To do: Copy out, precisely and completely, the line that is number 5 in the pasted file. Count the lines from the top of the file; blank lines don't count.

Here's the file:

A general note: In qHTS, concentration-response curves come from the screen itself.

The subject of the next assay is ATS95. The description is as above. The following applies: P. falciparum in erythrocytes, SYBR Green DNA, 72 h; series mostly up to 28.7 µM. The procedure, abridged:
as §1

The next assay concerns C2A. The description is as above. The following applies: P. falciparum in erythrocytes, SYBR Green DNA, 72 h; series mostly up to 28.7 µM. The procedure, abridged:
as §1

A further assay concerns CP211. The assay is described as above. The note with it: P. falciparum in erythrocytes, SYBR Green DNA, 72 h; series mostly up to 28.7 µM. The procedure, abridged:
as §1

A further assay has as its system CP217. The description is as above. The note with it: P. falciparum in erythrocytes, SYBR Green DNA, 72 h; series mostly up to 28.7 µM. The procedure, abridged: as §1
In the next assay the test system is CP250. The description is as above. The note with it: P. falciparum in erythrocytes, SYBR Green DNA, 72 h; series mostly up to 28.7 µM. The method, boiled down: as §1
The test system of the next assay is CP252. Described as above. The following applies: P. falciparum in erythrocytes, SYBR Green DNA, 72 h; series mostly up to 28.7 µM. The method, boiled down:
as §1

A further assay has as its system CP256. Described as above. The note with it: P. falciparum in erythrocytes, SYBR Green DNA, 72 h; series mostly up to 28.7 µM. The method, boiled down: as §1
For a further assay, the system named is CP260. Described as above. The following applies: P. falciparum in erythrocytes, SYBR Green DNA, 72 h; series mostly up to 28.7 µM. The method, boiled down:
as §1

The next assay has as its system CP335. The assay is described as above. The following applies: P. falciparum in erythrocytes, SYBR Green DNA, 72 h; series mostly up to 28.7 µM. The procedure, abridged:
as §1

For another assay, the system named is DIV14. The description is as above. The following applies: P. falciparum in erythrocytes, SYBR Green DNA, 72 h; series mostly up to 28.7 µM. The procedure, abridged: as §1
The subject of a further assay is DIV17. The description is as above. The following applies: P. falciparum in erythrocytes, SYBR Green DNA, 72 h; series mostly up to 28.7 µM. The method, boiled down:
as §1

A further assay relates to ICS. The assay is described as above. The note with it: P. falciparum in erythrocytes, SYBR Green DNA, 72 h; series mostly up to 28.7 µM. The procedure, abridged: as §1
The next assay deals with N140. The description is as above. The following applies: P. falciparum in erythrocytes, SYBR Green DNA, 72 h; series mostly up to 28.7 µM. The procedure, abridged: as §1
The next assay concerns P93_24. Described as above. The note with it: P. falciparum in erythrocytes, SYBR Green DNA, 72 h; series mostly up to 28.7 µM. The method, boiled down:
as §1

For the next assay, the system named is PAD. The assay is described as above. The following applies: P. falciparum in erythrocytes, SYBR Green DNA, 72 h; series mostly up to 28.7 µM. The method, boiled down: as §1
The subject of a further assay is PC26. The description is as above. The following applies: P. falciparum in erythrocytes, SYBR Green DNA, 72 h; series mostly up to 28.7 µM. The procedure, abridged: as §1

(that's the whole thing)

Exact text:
as §1